Until well into the nineteenth century, becoming a scientist was pretty much a career objective limited to men of independent means. Academic positions did not pay very well. The purer the science, the less likely it was to produce a saleable product in a reasonable time frame. Although the cost of tuition was not necessarily high, the cost of withdrawing from the labor force for the time required to get an advanced degree discouraged people of modest means. On the plus side, many scientific disciplines did not require a huge amount of capital on an ongoing basis, so independent researchers had a better chance of succeeding.
At present, in the United States at least, entry into a scientific career is in theory open to anyone with the ability and the drive to invest a huge amount of labor into a path that offers no guarantee of success for the laborer. The work that graduate teaching and research fellows, postdoctoral fellows, and people on the lowest rungs of the faculty ladder expend goes disproportionately towards enhancing the power, prestige and wealth of a small number of people at the top. The person on the bottom labors to increase knowledge and to make discoveries that benefit humanity, and hopes someday to gain enough autonomy to realize that vision. That’s how science is supposed to work. That’s how most people seem to assume science works.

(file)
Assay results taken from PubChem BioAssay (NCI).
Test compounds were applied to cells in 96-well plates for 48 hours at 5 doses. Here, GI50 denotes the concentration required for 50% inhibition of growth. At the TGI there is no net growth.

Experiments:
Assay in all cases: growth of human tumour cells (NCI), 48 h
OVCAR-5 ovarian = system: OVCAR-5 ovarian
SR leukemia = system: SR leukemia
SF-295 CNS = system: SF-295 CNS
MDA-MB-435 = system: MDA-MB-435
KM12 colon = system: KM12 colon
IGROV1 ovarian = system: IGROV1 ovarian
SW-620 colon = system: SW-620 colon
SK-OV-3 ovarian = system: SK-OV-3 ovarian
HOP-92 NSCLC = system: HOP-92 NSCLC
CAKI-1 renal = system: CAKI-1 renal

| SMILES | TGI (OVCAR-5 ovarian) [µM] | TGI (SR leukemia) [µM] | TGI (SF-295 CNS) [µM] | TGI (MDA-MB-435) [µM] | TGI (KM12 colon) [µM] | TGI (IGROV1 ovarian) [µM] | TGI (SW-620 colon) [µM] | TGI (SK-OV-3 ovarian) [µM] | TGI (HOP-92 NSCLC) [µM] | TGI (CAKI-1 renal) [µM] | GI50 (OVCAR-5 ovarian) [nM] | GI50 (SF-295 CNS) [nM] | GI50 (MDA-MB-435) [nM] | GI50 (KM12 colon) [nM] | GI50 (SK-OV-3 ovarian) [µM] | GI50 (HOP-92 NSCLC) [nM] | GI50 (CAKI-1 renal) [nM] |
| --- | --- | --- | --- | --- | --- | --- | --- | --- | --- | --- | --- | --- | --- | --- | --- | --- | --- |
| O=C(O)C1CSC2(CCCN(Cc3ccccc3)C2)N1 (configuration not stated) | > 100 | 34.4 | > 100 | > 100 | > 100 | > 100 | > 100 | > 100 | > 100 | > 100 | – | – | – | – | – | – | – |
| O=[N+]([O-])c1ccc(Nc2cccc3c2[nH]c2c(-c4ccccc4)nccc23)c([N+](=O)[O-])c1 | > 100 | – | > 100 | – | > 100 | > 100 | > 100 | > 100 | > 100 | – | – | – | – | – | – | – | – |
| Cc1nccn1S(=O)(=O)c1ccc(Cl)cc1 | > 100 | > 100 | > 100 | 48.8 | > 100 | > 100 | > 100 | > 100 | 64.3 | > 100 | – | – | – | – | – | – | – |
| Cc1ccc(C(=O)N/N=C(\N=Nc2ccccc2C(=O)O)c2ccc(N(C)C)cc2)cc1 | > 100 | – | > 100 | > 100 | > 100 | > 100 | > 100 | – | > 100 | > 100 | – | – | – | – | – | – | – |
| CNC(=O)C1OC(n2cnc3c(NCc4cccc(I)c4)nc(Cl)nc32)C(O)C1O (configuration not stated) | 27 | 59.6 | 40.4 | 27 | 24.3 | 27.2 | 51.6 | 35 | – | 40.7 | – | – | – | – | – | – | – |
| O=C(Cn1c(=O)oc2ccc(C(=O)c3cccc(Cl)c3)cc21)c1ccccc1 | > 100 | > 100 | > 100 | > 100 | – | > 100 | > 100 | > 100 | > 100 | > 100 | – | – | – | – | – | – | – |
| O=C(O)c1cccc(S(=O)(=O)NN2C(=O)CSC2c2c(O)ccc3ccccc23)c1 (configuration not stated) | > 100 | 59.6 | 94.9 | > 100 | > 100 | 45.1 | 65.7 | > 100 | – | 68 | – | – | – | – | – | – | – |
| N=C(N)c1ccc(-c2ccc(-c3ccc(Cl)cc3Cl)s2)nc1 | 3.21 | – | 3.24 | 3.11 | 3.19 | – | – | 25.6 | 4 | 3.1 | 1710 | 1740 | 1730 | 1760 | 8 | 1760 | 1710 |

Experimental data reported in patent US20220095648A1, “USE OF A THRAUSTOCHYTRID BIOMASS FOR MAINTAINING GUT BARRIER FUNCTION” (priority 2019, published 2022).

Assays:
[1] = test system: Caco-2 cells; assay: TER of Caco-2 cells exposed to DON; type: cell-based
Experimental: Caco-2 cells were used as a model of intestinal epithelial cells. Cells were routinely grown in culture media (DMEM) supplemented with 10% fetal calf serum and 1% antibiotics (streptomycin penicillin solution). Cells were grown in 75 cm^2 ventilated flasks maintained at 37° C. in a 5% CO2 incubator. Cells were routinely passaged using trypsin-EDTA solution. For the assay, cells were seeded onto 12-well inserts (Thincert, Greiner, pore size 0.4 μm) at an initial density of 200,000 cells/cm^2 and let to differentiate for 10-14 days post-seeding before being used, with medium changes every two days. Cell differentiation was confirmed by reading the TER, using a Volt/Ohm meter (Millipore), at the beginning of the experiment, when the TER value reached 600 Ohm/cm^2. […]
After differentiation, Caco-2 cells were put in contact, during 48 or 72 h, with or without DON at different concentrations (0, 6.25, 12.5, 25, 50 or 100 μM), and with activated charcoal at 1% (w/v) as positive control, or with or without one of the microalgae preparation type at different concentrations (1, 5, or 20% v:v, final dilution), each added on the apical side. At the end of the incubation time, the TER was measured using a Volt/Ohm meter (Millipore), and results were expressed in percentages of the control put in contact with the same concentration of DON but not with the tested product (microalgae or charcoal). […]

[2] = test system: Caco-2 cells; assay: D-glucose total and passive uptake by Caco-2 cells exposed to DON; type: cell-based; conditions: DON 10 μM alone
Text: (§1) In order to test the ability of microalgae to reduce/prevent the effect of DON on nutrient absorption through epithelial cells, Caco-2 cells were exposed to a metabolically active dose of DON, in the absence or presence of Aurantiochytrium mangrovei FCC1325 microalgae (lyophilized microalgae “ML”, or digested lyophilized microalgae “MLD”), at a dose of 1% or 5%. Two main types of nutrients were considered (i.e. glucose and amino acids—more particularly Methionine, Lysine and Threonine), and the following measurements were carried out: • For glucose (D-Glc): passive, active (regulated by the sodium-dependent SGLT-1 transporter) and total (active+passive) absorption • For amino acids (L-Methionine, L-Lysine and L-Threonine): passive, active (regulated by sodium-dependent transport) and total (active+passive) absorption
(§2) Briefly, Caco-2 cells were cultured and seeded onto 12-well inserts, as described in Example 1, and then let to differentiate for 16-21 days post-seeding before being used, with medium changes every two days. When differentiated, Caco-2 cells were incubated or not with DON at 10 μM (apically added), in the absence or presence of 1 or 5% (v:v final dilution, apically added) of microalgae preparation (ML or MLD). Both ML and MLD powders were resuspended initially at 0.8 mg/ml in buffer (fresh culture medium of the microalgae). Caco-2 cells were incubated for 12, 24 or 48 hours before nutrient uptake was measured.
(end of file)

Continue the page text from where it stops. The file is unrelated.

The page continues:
Both academic science departments and government laboratories have become heavily dependent upon government grants for their continued existence. The ability to bring in money has become the main criterion for hiring into tenure-track positions and promotion in academic ranks. The granting agencies are under strong pressure from corporate interests to favor lines of inquiry that strengthen the corporate bottom line, and, conversely, to suppress anything that calls into question a lucrative paradigm. The dependence upon grant funding also favors costly, technology-intensive branches of science over more traditional method of observation.
A result of the very long unpaid or inadequately paid period of apprenticeship, during which survival is dependent on adhering closely to programs established at the higher levels of the hierarchy, is training in avoiding independent thought, especially avoiding noticing when the results of research are not serving the general public. It would be remarkable indeed if any great proportion of people who succeeded in such a system, upon finally achieving a position of relative security, miraculously recovered the idealism they were forced to shelve two decades previously.
I was three years into a PhD program in ecology at Cornell University when I dodged the request to teach seventh graders about Philistine foreskins, and I was still excited about the prospect of finding solutions to pressing dilemmas through observation of the natural world. More than forty years later, I can still get excited, at least momentarily, by a fleeting glimpse of synergy between that experience and the writings of an eleventh-century theologian who is currently under an even deeper shadow in academia than his contemporaries, because of his attacks on sodomy. I have given up all hope that it is anything but an armchair exercise.
“Peter’s conflict with Simon Magus,” by Avanzino Nucci, 1620. Public domain.